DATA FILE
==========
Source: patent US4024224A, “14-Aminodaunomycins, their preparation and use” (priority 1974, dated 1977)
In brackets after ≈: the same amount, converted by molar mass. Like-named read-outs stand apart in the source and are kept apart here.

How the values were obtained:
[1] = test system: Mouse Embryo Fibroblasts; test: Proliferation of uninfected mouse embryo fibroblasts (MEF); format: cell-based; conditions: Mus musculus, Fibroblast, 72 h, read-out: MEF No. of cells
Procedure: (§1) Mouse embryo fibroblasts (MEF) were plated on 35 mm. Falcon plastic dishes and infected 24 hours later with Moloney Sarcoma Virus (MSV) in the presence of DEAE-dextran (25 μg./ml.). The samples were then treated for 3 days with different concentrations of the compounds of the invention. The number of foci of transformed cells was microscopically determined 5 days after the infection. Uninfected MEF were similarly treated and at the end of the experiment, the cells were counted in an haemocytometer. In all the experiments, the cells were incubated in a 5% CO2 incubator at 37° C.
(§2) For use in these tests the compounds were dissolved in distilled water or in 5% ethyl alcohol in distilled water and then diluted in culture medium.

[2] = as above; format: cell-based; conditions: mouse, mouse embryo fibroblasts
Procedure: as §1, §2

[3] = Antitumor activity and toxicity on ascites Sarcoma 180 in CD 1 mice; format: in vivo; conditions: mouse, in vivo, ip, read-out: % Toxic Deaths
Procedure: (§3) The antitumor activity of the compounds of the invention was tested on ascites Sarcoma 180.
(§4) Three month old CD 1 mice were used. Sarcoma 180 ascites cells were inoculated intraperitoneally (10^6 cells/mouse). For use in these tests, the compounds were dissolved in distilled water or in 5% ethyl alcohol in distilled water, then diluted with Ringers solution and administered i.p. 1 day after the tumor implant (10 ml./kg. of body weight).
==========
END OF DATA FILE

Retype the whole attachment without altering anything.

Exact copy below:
Source: patent US4024224A, “14-Aminodaunomycins, their preparation and use” (priority 1974, dated 1977)
In brackets after ≈: the same amount, converted by molar mass. Like-named read-outs stand apart in the source and are kept apart here.

How the values were obtained:
[1] = test system: Mouse Embryo Fibroblasts; test: Proliferation of uninfected mouse embryo fibroblasts (MEF); format: cell-based; conditions: Mus musculus, Fibroblast, 72 h, read-out: MEF No. of cells
Procedure: (§1) Mouse embryo fibroblasts (MEF) were plated on 35 mm. Falcon plastic dishes and infected 24 hours later with Moloney Sarcoma Virus (MSV) in the presence of DEAE-dextran (25 μg./ml.). The samples were then treated for 3 days with different concentrations of the compounds of the invention. The number of foci of transformed cells was microscopically determined 5 days after the infection. Uninfected MEF were similarly treated and at the end of the experiment, the cells were counted in an haemocytometer. In all the experiments, the cells were incubated in a 5% CO2 incubator at 37° C.
(§2) For use in these tests the compounds were dissolved in distilled water or in 5% ethyl alcohol in distilled water and then diluted in culture medium.

[2] = as above; format: cell-based; conditions: mouse, mouse embryo fibroblasts
Procedure: as §1, §2

[3] = Antitumor activity and toxicity on ascites Sarcoma 180 in CD 1 mice; format: in vivo; conditions: mouse, in vivo, ip, read-out: % Toxic Deaths
Procedure: (§3) The antitumor activity of the compounds of the invention was tested on ascites Sarcoma 180.
(§4) Three month old CD 1 mice were used. Sarcoma 180 ascites cells were inoculated intraperitoneally (10^6 cells/mouse). For use in these tests, the compounds were dissolved in distilled water or in 5% ethyl alcohol in distilled water, then diluted with Ringers solution and administered i.p. 1 day after the tumor implant (10 ml./kg. of body weight).